Do Radio Waves Bounce Off Each Other?

When two identical waves interact, no energy transfers through the point of interaction. The energy "bounces" as the waves exchange their energy.

When two identical waves interact, no energy transfers through the point of interaction. The energy “bounces” as the waves exchange their energy.

(Huntsville, Alabama) July 11, 2014 – The answer is “yes,” according to Q-Track Corporation CTO, Hans G. Schantz, who presents his results in a paper appearing in the July-August issue of the online journal FERMAT ( Schantz’s surprising result follows from an examination of how radio waves interact and exchange energy. His discovery could enable more precise indoor location systems.

Superposition and Electromagnetic Energy

Radio waves, like all electromagnetic waves, propagate at the speed of light, carrying an equal balance of electric and magnetic energy. The ratio between the electric and magnetic intensity of waves propagating in free space is a fundamental physical constant called the free space impedance. The value of the free space impedance is about 377 ohms. The collision of two electromagnetic waves upsets the equal balance of electric and magnetic energy and momentarily changes the local value of the impedance. Although the total amount of energy remains the same, some of the electric energy changes into magnetic energy or vice versa. The unbalanced surplus energy momentarily comes to a rest and changes direction. In effect, a portion of the energy associated with one of the radio waves bounces off the energy in the other radio wave. RF engineers have long understood that the energy associated with electromagnetic waves reflects from changes in the impedance of the media through which they propagate. Schantz’s work suggests that the energy associated with electromagnetic waves reflects from the changes in impedance caused by the superposition or interference of the waves themselves.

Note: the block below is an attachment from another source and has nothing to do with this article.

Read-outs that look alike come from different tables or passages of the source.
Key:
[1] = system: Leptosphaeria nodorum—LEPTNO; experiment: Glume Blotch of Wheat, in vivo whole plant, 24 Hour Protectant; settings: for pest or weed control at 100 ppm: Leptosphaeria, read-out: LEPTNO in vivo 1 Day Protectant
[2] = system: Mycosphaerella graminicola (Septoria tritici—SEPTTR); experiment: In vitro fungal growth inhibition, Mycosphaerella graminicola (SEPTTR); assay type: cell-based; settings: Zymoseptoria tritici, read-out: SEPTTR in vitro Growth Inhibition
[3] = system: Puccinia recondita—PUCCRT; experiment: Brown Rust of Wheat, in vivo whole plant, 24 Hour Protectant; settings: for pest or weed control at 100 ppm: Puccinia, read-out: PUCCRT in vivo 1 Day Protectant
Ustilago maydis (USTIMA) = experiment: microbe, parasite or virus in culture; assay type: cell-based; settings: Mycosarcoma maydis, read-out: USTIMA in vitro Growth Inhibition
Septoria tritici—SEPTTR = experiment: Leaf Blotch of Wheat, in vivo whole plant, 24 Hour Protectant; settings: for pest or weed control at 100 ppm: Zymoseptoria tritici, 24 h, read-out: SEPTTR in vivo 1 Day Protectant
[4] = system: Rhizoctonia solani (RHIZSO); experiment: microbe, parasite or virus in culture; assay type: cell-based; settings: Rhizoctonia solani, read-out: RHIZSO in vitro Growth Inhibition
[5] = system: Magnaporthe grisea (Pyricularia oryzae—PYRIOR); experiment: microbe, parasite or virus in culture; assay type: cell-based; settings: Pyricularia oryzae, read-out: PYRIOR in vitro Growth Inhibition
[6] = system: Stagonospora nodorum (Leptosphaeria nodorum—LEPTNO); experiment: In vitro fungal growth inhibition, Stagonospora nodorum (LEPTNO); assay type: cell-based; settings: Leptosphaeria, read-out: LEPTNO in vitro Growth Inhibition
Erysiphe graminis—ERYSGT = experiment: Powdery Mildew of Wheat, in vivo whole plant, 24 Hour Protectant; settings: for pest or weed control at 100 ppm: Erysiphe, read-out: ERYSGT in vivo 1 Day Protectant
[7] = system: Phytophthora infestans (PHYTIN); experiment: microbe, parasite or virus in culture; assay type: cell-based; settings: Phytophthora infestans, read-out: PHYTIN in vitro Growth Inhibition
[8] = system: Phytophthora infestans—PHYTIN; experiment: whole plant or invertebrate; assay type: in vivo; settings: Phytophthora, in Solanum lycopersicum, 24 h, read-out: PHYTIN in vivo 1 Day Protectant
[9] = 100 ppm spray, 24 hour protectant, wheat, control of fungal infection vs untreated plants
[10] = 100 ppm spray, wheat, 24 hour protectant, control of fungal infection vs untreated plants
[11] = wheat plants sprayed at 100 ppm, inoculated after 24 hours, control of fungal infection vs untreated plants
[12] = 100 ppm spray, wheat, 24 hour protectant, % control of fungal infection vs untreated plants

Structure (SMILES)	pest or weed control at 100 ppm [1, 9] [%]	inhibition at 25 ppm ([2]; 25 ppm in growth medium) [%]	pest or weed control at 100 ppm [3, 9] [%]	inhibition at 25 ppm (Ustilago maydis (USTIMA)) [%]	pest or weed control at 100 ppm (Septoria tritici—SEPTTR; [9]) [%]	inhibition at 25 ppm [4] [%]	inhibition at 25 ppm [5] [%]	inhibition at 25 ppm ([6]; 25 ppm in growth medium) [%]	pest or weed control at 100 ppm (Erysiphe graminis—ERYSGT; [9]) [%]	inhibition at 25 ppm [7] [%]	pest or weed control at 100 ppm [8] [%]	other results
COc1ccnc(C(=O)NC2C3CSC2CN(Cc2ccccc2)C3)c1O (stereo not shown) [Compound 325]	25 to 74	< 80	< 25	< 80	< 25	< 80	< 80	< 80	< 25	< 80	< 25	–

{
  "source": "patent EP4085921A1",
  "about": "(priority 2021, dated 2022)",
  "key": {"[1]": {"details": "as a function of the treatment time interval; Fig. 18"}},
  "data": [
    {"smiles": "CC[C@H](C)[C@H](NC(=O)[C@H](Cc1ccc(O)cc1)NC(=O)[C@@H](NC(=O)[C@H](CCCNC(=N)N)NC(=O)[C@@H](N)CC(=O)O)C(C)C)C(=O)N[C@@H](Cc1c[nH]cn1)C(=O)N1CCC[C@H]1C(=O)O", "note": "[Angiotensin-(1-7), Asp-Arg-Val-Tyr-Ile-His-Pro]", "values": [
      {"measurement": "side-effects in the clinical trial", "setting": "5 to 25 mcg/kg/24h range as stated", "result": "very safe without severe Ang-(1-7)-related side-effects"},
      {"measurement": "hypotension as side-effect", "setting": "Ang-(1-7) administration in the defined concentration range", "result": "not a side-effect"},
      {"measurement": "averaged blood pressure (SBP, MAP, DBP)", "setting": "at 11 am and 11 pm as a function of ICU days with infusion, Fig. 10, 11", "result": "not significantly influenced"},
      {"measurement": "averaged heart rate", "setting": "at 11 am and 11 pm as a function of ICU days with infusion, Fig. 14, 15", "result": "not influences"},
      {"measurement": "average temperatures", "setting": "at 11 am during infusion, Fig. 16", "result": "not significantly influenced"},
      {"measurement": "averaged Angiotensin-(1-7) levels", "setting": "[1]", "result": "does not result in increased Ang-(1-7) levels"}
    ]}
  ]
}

In the case of mirror-image waves with identical waveforms, all of the energy associated with the two waves comes to a rest and then changes direction. If the interaction is a purely destructive interference, the electric field goes to zero, the impedance goes to zero, and the energy associated with each wave bounces off the virtual short created by the superposition. If the interaction is a purely constructive interference, the magnetic field goes to zero, the impedance becomes infinite, and the energy associated with each wave bounces off the virtual open created by the superposition.

Schantz sees his ideas not as offering any fundamentally new physics, but rather as providing a different way of looking at how electromagnetics in general and radio waves in particular behave. “Physicists and RF engineers refer to ‘near’ fields because their stationary or ‘reactive’ energy will typically be found near to a particular source – typically within about one wavelength. On the contrary,” he argues, “my work illustrates how ‘near’ fields are actually all around us. Radio waves interact and combine with sunlight, infrared, and other electromagnetic waves all the time, generating ‘near’ fields even arbitrarily far away from the transmitters which create them and the receivers which detect them.”